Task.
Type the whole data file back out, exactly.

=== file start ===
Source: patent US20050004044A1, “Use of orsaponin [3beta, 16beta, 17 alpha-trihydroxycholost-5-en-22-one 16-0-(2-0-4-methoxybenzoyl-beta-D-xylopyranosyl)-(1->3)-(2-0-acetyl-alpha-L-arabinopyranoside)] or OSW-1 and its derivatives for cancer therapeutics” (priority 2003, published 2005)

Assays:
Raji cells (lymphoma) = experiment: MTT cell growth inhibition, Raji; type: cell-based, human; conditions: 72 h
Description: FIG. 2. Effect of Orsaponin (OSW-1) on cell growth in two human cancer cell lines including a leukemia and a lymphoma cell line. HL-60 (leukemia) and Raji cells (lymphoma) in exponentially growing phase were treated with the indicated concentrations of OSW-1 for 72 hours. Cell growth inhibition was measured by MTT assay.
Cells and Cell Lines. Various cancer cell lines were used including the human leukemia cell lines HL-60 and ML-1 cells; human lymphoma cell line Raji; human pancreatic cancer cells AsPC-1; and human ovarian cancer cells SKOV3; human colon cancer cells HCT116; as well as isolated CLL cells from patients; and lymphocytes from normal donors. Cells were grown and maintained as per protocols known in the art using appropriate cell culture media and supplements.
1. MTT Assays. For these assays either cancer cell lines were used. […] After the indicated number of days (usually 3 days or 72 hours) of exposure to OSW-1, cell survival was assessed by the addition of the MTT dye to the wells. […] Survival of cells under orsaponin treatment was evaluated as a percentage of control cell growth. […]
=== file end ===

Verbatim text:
Source: patent US20050004044A1, “Use of orsaponin [3beta, 16beta, 17 alpha-trihydroxycholost-5-en-22-one 16-0-(2-0-4-methoxybenzoyl-beta-D-xylopyranosyl)-(1->3)-(2-0-acetyl-alpha-L-arabinopyranoside)] or OSW-1 and its derivatives for cancer therapeutics” (priority 2003, published 2005)

Assays:
Raji cells (lymphoma) = experiment: MTT cell growth inhibition, Raji; type: cell-based, human; conditions: 72 h
Description: FIG. 2. Effect of Orsaponin (OSW-1) on cell growth in two human cancer cell lines including a leukemia and a lymphoma cell line. HL-60 (leukemia) and Raji cells (lymphoma) in exponentially growing phase were treated with the indicated concentrations of OSW-1 for 72 hours. Cell growth inhibition was measured by MTT assay.
Cells and Cell Lines. Various cancer cell lines were used including the human leukemia cell lines HL-60 and ML-1 cells; human lymphoma cell line Raji; human pancreatic cancer cells AsPC-1; and human ovarian cancer cells SKOV3; human colon cancer cells HCT116; as well as isolated CLL cells from patients; and lymphocytes from normal donors. Cells were grown and maintained as per protocols known in the art using appropriate cell culture media and supplements.
1. MTT Assays. For these assays either cancer cell lines were used. […] After the indicated number of days (usually 3 days or 72 hours) of exposure to OSW-1, cell survival was assessed by the addition of the MTT dye to the wells. […] Survival of cells under orsaponin treatment was evaluated as a percentage of control cell growth. […]